Tune in to this segment for more information about the causes, symptoms and treatments for Computer Vision Syndrome. Dr. Marc Lay, a local Atlanta optometrist who has completed doctoral research work on this subject, will lend his expertise on this topic affecting so many adults and children. Listeners can also obtain more information on www.georgiaeyephysicians.com.
Dr. Marc Lay
- Doctor of Optometry at State University of NY, College of Optometry
- Completed residency at Salisbury VA in NC
- Doctorate research work focus in Computer Vision Syndrome
- Former volunteer with SCOSH in Lima, Peru to provide vision services
- In private practice at Georgia Eye Physicians in Duluth, GA
As the holidays approach us, many people look forward to spending time with family and friends and to the joys of the season. However, the holidays can bring some unwanted guests- stress and depression, for adults and children. Changes occur from year to year and these changes can affect is especially around the holidays- even positive changes. For others, the holidays are associated with negative feelings. Even after the holidays, many people experience the “Post Holiday Blues.” A recent poll showed that 8 /10 Americans experience stress around the holidays.
External triggers for holiday stress and sadness may include: loss of a loved one through divorce, death or a move, loss of a job or home or toxic relationships. Internal triggers can may be unresolved grief, underlying medical conditions, fear, isolation and loneliness and the contrast between expectations and reality. Sometimes, these feelings may be more than the “blues” and mental health professional involvement may be warranted if problems such as changes in appetite, sleep and weight persist for more than a few weeks or there is a lack of energy, social withdrawal and continued sorrow.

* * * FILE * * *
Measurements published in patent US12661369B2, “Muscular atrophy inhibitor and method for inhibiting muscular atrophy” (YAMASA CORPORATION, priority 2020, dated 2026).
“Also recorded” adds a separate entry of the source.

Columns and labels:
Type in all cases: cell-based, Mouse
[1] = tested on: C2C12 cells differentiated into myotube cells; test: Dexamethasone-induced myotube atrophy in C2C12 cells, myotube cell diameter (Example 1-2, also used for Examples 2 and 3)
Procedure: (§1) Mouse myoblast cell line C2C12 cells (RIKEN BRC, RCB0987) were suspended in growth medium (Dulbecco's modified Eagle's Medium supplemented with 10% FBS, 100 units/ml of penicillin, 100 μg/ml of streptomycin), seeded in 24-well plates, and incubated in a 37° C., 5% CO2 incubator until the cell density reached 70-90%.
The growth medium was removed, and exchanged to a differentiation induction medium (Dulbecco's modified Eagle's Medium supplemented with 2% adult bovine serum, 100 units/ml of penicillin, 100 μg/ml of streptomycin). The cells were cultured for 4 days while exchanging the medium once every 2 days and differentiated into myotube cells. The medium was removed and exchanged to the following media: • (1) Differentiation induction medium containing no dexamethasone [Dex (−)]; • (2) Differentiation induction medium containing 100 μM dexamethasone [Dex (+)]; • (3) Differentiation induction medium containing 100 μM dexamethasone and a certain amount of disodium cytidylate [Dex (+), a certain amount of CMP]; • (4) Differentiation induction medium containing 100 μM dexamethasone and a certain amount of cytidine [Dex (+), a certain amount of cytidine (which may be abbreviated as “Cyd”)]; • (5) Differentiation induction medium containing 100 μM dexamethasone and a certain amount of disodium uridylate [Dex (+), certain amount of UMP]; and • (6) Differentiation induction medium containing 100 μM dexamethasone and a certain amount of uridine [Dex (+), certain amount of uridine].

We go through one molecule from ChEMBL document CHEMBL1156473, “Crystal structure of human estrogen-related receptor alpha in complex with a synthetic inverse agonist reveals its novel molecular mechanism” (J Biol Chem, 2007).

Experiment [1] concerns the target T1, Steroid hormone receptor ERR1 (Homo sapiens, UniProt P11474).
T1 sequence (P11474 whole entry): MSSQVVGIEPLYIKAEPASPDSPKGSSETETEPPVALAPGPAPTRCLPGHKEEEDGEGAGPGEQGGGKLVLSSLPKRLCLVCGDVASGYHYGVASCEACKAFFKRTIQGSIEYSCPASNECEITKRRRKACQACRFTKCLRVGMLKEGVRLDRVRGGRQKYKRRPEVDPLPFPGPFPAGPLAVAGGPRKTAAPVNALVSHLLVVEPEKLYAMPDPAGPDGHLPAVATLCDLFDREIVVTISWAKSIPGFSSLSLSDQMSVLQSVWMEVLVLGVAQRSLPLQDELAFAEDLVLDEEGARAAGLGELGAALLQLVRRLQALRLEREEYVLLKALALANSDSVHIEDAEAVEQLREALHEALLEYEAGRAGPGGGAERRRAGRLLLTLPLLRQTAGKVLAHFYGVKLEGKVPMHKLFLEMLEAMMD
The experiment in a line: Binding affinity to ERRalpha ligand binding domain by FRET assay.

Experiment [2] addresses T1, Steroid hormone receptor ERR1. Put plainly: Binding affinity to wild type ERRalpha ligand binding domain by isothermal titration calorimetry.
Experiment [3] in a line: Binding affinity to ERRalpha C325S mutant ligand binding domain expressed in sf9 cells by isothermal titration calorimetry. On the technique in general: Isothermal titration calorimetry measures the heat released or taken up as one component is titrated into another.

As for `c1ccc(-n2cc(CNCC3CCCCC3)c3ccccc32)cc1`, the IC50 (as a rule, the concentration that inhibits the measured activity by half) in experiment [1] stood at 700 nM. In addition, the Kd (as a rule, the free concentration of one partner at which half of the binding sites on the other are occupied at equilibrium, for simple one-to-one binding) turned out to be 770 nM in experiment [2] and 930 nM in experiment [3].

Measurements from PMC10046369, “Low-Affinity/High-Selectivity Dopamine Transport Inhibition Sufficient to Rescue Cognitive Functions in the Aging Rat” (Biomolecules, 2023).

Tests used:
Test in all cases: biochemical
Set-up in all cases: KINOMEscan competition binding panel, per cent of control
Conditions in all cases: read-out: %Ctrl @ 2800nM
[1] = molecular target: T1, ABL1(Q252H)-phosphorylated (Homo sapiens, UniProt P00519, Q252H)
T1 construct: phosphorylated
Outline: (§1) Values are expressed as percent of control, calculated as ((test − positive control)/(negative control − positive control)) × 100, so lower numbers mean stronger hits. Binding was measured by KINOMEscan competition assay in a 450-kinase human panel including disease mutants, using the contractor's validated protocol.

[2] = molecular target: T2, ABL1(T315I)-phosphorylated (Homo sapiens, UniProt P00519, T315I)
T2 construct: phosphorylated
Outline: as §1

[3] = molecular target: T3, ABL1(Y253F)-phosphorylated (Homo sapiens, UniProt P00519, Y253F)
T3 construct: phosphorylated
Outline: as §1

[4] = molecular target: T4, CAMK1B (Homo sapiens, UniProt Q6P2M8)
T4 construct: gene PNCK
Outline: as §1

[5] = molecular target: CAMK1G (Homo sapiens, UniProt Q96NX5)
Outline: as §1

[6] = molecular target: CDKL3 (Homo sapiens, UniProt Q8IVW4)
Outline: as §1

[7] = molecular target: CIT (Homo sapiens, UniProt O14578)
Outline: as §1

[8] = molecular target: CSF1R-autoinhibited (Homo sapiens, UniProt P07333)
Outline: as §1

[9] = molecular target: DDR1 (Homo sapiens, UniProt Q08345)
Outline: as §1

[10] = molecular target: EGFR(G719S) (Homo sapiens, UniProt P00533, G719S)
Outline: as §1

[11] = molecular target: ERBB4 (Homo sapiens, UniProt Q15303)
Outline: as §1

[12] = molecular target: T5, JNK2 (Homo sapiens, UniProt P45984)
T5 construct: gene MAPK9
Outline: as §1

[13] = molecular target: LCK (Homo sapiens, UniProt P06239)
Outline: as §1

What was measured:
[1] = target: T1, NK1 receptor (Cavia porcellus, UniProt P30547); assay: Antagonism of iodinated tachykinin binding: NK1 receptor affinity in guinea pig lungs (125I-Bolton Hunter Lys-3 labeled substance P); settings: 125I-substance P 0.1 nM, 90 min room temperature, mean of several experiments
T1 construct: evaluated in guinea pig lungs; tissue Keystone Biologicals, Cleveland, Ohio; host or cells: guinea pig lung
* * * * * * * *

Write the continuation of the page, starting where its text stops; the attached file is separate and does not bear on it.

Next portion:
For most of us, however, planning ahead and using some key strategies can get us through this season. Seeking serenity, practicing forgiveness, letting go of unrealistic expectations, avoiding substance abuse, staying away from toxic people, practicing self care, reaching out to others, planning things we enjoy ourselves can help.
Tune in to this segment for more information about holiday stress triggers and causes and some strategies to make your holiday experience be filled with more hope and gratitude. Dr. Theodore Morgan, a local Atlanta psychiatrist will lend his expertise on this timely topic and also discuss when more than our own strategies may be warranted and professional help enlisted. Listeners can also obtain more information on www.gabehavioralhealth.com.
Dr. Theodore Morgan
- Medical training at Meharry College of Medicine
- Completed psychiatry fellowship at University of Alabama
- Board certified in child and adolescent psychiatry
- Member of the America Academy of Child and Adolescent Psychiatry
- In private practice at GA Behavioral Health